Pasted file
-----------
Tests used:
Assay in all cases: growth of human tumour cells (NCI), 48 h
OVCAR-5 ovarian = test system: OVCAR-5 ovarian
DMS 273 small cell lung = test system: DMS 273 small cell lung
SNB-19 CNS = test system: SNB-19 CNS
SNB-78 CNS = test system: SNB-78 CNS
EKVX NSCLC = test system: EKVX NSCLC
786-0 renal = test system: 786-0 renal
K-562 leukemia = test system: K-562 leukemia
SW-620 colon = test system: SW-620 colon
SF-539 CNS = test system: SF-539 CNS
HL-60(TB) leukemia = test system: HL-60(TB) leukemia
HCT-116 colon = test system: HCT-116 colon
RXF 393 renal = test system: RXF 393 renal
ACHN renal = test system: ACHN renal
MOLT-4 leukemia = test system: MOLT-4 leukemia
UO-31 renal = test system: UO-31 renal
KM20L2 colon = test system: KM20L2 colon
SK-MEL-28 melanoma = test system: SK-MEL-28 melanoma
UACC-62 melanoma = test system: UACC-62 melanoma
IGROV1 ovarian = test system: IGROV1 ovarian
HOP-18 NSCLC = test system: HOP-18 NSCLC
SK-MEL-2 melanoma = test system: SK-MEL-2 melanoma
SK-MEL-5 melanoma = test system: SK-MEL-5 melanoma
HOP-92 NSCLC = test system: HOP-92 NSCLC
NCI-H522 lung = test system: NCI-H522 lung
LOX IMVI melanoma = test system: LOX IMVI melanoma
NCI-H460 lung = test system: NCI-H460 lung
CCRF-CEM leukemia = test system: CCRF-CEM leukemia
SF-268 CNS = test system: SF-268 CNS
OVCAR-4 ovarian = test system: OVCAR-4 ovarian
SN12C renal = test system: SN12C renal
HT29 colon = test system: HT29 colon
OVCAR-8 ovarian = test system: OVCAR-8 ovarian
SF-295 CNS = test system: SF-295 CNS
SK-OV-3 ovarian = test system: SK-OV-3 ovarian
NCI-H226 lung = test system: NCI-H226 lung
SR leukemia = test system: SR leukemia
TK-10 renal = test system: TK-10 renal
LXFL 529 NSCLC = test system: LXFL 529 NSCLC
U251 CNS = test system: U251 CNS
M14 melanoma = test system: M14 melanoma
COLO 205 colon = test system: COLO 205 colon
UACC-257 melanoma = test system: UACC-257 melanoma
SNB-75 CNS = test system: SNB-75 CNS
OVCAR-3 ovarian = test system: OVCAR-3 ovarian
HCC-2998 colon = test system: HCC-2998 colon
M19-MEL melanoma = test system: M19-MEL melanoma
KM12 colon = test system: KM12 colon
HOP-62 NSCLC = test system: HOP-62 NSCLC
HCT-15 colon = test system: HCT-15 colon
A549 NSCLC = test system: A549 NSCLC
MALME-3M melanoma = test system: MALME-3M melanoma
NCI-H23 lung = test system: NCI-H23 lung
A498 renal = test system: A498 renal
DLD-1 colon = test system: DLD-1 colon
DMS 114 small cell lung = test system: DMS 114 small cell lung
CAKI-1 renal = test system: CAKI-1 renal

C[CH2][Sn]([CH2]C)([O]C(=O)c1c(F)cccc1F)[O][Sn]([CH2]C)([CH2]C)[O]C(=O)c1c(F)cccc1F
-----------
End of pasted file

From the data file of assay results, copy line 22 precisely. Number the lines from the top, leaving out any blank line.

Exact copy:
HOP-18 NSCLC = test system: HOP-18 NSCLC